Charlotte and Mr. Verver return to Fawns, where Mr. Verver writes to Maggie of his proposal of marriage to Charlotte. When they arrive in Paris, Mr. Verver receives a telegram from Maggie (now in Rome) giving her approval and stating that they are on their way to Paris to congratulate them. Charlotte worries that the Prince and Maggie have cut their trip short; she is sure the Prince would not like this. Mr. Verver tries to convince her that this is a sign of the Prince and Maggie’s mutual agreement. Charlotte (and silently Mr. Verver) is disturbed that she has not personally heard from Maggie. It is not long, however, until she receives a telegram. However, it is not from Charlotte but from the Prince. Mr. Verver can see she is bothered by it, but he will not read it when she offers it to him. She crumples the telegram and puts it in the pocket of her coat.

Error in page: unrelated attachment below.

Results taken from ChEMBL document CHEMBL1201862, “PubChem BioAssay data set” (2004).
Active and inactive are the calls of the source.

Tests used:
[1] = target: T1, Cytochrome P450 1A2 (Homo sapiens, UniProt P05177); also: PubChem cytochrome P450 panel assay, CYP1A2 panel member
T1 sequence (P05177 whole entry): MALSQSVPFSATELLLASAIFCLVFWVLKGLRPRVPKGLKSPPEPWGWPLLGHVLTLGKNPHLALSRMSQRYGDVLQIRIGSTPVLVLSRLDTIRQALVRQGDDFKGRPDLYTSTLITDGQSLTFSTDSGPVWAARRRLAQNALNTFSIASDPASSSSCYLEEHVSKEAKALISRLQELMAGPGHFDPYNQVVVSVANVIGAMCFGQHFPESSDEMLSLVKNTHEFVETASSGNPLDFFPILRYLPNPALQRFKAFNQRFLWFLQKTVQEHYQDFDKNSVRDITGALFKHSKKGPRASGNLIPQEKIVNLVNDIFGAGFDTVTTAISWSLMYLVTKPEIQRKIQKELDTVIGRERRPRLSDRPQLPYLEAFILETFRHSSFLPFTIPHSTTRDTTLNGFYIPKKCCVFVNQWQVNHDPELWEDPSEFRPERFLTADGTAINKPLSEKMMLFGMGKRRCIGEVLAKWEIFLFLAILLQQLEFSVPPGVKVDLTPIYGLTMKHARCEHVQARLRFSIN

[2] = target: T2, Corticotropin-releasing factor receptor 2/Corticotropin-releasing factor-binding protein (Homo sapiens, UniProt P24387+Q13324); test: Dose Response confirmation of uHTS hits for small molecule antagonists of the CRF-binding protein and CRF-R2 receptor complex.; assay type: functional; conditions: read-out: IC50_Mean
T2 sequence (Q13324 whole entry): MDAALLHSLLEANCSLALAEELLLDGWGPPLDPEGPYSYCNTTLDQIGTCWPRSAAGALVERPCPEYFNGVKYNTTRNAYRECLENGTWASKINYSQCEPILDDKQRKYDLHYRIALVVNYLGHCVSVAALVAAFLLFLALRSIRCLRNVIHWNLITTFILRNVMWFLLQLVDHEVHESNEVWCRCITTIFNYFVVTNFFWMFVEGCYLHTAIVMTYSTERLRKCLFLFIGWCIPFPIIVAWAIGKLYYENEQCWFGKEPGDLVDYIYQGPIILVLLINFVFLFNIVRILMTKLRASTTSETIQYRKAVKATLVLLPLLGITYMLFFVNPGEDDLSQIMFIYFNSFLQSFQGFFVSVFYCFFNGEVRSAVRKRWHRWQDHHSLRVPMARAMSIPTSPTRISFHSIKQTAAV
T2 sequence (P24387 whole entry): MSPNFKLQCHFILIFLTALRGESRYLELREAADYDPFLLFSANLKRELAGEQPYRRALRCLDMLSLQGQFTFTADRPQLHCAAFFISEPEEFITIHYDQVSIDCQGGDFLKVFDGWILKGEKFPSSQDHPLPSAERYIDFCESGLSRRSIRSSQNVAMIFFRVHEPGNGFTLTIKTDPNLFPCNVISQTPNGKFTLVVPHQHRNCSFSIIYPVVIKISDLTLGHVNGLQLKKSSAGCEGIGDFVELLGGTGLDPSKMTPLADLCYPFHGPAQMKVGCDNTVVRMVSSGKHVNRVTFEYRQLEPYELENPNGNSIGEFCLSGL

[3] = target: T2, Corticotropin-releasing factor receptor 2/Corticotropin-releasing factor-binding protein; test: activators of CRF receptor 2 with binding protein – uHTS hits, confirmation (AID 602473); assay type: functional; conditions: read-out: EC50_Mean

(The entire section is 422 words.)
Book 3, Chapters 1-2 Summary
Two years after her marriage to Adam Verver, Charlotte attends a society event that has drawn the best of London society. She encounters Mrs. Assingham, who questions her about her presence with the Prince instead of Mr. Verver. Charlotte explains that Mr. Verver did not feel like coming, but he sent Charlotte and Maggie and the Prince without him. Maggie soon felt that she ought to go back and be with her father, leaving her husband as companion for her step-mother.